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Advancing New Media Research: Review of USIP Report

Very interesting to read the conclusions of a special report by a panel of new media experts and researchers for the US Institute of Peace.

The report advocates for new research tools and methods to understand the impact of new media - particularly tools that parse languages other than English, new 'open' approaches to collecting data, and new approaches to categorization:

Better research tools are urgently needed. Although some highly promising tools exist, they need to be developed so that they can parse languages other than English. New tools that can identify the tone of communication would help greatly but would also require major technological advances.

The disparity between publicly available data on new media and those held by private companies (or, in some cases, publicly owned companies in other countries) is considerable. Public-private partnerships, or initiatives sponsored by well-respected nongovernmental bodies, are needed to create frameworks that would allow research on the consequences of new media.

Being sensitive to the differences between, and relationships among, the various kinds of new media is also important. Blogs are different from text messages, and both are different from social networking sites. Categorizing these media in terms of their form and likely consequences would help advance research and policy.

The report goes on to cite a set of tools that provide useful templates for future research:

the Berkman Center's Media Cloud  - http://www.mediacloud.org/ - which uses language processing to help conduct content analysis on an archive of news stories and blog posts.

Stanford and Cornell's Meme Tracker - http://www.memetracker.org/ - which shows the spread and change in 'memes' (short term behaviour patterns - such phrases that spread through a community over the course of a day or week)

Morningside Analytics linkage maps of the Persian and Arabic blogospheres - http://cyber.law.harvard.edu/publications/2009/MappingtheArabic_Blogosphere

The authors are impressed by these tools, but acknowledge that there are limitations with them.  There are three concerns that crop up. First, the authors want to see tools that can be deployed for multilingual contexts. As a Meedani, this is music to my ears. But I also know how hard it is to do content analysis in fluid linguistic contexts.  Arabic web use, for example, shows lots of code switching between different styles of the language, different alphabets, and even different languages (see Dina Basnaly's Twitter Stream as an example).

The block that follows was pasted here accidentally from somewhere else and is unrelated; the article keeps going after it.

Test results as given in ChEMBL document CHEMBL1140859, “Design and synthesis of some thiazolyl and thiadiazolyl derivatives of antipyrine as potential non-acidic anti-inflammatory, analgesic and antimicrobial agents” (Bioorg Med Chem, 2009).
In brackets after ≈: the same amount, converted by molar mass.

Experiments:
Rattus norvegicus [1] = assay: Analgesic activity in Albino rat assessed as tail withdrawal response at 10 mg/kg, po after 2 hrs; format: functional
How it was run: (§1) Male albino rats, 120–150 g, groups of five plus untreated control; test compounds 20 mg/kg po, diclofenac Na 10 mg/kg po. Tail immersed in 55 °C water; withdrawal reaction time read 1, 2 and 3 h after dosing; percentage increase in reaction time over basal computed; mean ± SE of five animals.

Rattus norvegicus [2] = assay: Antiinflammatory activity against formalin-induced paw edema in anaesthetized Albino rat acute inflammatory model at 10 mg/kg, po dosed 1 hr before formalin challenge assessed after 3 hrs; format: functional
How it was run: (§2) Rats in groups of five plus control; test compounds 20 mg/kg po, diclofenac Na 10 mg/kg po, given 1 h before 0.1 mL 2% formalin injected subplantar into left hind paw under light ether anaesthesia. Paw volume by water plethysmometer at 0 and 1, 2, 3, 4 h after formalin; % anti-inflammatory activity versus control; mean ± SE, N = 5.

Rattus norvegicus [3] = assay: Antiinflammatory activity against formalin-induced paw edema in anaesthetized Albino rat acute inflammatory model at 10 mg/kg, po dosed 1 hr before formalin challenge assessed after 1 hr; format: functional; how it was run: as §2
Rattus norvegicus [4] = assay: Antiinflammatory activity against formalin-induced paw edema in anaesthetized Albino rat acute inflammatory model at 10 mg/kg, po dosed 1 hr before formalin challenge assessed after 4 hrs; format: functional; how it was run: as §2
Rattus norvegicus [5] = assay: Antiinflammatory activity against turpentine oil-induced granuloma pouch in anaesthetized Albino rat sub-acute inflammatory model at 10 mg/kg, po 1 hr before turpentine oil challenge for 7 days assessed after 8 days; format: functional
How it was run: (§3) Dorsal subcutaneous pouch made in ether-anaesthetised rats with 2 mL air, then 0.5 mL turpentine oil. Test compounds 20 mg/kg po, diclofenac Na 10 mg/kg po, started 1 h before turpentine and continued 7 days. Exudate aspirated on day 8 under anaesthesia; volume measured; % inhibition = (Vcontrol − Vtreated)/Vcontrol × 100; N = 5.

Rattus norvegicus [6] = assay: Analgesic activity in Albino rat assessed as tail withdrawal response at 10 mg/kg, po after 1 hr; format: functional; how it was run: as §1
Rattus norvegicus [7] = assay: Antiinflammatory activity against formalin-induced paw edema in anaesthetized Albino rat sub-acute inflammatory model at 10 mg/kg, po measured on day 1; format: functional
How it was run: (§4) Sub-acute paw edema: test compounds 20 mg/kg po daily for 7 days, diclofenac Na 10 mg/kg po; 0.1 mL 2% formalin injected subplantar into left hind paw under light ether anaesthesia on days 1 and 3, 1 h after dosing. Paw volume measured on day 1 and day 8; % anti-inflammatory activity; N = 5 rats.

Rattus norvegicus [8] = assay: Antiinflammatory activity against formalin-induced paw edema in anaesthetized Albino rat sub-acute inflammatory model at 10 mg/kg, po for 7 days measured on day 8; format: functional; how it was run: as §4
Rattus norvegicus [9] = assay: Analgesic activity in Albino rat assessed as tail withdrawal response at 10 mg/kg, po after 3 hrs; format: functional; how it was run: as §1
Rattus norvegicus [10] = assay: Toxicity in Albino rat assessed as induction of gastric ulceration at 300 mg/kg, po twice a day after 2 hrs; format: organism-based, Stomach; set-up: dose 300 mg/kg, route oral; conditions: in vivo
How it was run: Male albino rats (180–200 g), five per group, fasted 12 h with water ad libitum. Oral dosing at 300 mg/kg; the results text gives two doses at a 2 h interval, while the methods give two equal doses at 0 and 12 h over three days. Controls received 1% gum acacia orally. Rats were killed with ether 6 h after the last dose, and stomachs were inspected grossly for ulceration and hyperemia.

Second, they want to ensure that tools can respond to changing circumstances.  This is all the more important given that the media environment can now change within a day (I am thinking of the example of Twitter during the 2009 Iran protests). Meme tracker does well on this, but the other tools tend to take snapshots.

Third, the authors are concerned about the sources that these tools are able to work on. There is always going to be some labour involved in building a database of sources. Can any set of sources truly be 'comprehensive'?

I am surprised though that the report did not look at two really interesting projects: Swift - http://swiftly.org/ and Journalisted http://journalisted.com/ which have very powerful solutions to some of these problems.

At Meedan, we spent some time trying to tackle these issues back in 2009. We developed a structured data set, all open source, comprising hundreds of Middle East media on Freebase . The idea was that we could crowdsource data - such as publisher, location, language - around all kinds of web-based media, from blogs to news sites to twitter streams. You should be able to see for each source some nutritional information that could help you distinguish between, for sake of example, Al Manar and Annahar.  To date though the database has not developed the community we need to maintain it.

To close my thoughts on this, a question - what could Meedan be doing today to help researchers and web users better understand the changing new media environment?  What simple tools would help improve awareness of social and political trends in diverse communities around the world?